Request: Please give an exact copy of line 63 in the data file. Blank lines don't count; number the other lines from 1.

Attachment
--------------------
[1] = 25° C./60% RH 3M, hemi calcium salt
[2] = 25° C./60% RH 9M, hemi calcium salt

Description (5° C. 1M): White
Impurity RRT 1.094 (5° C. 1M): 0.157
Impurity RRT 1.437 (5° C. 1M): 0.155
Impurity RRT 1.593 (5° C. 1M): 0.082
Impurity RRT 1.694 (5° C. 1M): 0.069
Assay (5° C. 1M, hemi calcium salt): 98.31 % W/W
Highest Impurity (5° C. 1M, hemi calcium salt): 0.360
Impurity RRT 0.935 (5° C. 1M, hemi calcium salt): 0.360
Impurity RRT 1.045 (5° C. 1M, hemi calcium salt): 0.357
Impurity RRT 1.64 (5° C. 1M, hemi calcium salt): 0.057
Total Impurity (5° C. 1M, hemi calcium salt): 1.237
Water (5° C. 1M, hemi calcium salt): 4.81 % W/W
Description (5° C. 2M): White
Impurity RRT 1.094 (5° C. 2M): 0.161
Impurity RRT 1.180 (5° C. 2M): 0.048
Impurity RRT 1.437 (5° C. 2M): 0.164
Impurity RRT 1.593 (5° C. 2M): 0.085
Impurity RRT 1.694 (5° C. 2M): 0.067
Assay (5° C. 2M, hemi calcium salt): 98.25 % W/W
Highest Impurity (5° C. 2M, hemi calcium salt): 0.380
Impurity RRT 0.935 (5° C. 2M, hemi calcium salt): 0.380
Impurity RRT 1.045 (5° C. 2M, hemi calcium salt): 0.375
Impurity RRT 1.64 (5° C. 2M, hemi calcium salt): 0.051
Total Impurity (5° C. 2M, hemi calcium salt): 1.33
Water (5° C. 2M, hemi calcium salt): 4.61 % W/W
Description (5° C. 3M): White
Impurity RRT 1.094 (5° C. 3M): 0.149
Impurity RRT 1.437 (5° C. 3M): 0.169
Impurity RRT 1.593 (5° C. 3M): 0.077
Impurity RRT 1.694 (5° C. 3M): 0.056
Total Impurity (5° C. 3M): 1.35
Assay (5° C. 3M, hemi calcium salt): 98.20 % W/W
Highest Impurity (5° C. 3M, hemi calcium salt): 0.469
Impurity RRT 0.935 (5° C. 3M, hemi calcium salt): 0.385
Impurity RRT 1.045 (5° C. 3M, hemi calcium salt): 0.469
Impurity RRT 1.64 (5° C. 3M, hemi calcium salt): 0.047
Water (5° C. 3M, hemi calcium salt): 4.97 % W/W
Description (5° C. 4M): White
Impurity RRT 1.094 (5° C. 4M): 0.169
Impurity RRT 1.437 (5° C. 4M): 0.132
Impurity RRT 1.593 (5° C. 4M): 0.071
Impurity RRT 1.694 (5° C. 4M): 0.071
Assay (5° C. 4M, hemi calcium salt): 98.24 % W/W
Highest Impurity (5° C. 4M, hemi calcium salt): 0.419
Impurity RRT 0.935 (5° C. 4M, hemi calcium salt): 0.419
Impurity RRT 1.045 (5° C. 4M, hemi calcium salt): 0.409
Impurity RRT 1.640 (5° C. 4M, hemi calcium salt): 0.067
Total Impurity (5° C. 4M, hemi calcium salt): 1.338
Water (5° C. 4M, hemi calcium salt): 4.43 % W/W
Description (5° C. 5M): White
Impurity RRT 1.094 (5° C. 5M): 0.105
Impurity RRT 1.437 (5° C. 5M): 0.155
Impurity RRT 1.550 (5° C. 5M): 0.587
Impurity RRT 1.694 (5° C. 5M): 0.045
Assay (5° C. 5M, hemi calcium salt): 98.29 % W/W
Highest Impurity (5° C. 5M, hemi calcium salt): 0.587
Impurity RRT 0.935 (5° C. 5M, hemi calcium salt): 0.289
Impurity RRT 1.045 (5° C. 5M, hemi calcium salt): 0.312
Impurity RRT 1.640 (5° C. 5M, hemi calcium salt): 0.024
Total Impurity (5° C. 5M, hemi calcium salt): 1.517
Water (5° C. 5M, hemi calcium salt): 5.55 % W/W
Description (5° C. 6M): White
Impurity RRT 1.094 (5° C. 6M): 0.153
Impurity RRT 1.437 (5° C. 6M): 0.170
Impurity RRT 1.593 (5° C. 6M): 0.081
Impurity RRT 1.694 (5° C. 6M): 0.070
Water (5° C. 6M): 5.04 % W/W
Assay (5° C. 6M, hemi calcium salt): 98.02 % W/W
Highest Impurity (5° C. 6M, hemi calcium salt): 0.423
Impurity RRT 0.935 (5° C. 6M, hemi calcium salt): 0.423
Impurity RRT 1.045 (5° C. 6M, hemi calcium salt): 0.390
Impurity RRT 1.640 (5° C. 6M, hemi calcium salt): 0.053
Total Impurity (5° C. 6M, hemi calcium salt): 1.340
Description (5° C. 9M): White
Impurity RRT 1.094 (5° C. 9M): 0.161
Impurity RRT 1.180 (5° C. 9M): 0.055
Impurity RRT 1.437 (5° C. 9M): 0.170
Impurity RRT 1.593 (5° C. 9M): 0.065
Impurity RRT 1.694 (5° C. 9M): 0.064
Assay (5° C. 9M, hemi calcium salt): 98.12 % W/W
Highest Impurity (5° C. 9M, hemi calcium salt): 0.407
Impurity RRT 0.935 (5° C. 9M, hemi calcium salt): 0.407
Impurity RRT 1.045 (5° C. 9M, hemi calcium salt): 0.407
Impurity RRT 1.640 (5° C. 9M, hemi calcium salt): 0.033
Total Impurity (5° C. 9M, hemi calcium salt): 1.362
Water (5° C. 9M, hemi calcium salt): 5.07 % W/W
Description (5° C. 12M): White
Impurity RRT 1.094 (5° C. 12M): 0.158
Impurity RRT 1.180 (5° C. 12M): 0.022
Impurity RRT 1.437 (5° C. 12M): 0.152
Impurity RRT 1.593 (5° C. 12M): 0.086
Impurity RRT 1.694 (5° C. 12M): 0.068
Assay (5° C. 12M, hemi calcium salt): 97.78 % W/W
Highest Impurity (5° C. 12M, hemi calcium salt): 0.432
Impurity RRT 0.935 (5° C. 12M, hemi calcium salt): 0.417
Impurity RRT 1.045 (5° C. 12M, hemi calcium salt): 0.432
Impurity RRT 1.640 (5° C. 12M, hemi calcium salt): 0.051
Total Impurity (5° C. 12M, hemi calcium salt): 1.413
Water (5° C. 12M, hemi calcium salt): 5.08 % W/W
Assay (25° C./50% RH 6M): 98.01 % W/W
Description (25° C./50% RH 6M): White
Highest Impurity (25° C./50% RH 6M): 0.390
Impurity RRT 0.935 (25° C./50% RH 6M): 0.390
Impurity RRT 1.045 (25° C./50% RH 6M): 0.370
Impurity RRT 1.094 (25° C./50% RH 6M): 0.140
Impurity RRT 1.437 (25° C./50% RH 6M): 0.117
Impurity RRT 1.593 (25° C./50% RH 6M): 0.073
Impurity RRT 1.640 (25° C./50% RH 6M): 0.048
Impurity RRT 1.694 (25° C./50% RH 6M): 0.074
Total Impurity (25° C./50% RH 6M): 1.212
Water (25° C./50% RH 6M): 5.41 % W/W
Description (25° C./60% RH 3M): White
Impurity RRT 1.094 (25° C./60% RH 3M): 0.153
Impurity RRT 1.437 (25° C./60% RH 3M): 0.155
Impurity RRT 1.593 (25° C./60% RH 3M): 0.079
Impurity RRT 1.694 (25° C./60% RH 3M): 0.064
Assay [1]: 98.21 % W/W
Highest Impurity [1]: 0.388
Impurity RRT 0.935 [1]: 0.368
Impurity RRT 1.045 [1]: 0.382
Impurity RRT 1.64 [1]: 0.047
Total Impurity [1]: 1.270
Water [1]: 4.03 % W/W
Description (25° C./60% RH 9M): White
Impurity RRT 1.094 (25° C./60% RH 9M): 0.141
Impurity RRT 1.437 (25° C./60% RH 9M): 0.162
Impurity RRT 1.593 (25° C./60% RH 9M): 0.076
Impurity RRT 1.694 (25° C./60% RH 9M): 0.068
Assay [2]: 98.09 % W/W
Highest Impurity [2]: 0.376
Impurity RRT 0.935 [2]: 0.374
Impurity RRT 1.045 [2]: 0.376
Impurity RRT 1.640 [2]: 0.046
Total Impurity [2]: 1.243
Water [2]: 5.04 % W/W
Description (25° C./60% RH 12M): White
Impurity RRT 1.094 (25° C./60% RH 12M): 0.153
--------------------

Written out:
Water (5° C. 5M, hemi calcium salt): 5.55 % W/W